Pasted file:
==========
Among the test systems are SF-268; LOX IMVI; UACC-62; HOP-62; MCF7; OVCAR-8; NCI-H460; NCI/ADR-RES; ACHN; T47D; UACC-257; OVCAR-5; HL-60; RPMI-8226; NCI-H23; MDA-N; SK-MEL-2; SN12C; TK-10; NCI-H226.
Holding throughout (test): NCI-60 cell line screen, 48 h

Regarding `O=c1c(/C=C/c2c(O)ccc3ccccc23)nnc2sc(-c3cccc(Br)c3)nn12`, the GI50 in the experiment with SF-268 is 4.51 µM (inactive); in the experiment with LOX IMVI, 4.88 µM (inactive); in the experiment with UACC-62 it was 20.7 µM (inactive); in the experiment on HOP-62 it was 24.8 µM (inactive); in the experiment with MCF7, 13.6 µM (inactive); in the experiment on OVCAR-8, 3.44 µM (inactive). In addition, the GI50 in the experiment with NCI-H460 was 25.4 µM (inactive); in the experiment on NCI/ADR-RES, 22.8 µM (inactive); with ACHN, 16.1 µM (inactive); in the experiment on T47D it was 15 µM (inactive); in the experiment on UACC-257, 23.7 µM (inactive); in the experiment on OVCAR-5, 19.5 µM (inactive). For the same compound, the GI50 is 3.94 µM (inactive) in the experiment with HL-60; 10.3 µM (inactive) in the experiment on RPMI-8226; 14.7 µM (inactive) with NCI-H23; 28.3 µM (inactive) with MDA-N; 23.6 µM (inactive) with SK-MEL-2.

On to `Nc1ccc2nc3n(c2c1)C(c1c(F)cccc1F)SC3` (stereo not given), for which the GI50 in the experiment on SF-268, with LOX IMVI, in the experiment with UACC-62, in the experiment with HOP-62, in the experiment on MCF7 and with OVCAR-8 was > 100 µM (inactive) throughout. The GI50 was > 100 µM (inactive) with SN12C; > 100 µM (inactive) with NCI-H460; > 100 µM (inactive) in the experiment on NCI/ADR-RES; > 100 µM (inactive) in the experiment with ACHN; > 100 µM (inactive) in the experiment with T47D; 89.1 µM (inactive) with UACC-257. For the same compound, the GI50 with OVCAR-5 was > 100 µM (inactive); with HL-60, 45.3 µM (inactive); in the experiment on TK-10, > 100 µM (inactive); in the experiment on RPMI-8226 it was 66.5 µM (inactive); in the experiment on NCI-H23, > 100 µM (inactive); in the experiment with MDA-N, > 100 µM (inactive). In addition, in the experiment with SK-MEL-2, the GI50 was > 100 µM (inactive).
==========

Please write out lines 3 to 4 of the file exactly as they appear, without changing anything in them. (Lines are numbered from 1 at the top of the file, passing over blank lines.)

Regarding `O=c1c(/C=C/c2c(O)ccc3ccccc23)nnc2sc(-c3cccc(Br)c3)nn12`, the GI50 in the experiment with SF-268 is 4.51 µM (inactive); in the experiment with LOX IMVI, 4.88 µM (inactive); in the experiment with UACC-62 it was 20.7 µM (inactive); in the experiment on HOP-62 it was 24.8 µM (inactive); in the experiment with MCF7, 13.6 µM (inactive); in the experiment on OVCAR-8, 3.44 µM (inactive). In addition, the GI50 in the experiment with NCI-H460 was 25.4 µM (inactive); in the experiment on NCI/ADR-RES, 22.8 µM (inactive); with ACHN, 16.1 µM (inactive); in the experiment on T47D it was 15 µM (inactive); in the experiment on UACC-257, 23.7 µM (inactive); in the experiment on OVCAR-5, 19.5 µM (inactive). For the same compound, the GI50 is 3.94 µM (inactive) in the experiment with HL-60; 10.3 µM (inactive) in the experiment on RPMI-8226; 14.7 µM (inactive) with NCI-H23; 28.3 µM (inactive) with MDA-N; 23.6 µM (inactive) with SK-MEL-2.

On to `Nc1ccc2nc3n(c2c1)C(c1c(F)cccc1F)SC3` (stereo not given), for which the GI50 in the experiment on SF-268, with LOX IMVI, in the experiment with UACC-62, in the experiment with HOP-62, in the experiment on MCF7 and with OVCAR-8 was > 100 µM (inactive) throughout. The GI50 was > 100 µM (inactive) with SN12C; > 100 µM (inactive) with NCI-H460; > 100 µM (inactive) in the experiment on NCI/ADR-RES; > 100 µM (inactive) in the experiment with ACHN; > 100 µM (inactive) in the experiment with T47D; 89.1 µM (inactive) with UACC-257. For the same compound, the GI50 with OVCAR-5 was > 100 µM (inactive); with HL-60, 45.3 µM (inactive); in the experiment on TK-10, > 100 µM (inactive); in the experiment on RPMI-8226 it was 66.5 µM (inactive); in the experiment on NCI-H23, > 100 µM (inactive); in the experiment with MDA-N, > 100 µM (inactive). In addition, in the experiment with SK-MEL-2, the GI50 was > 100 µM (inactive).